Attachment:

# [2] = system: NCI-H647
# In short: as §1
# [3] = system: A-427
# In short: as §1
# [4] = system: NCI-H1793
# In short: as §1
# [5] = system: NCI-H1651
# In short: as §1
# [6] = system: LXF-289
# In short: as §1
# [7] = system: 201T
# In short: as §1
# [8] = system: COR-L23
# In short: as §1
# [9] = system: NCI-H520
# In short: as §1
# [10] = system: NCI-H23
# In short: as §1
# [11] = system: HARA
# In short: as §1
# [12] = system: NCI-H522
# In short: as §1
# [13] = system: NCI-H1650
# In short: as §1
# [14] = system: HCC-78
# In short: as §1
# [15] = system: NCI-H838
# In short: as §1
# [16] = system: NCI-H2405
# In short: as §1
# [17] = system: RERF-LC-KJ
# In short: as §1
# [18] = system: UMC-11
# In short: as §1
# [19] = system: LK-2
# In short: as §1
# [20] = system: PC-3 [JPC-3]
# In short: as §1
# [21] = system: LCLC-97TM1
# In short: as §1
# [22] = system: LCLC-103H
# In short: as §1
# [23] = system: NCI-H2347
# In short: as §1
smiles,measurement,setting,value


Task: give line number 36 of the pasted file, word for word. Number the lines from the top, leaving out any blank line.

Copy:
# In short: as §1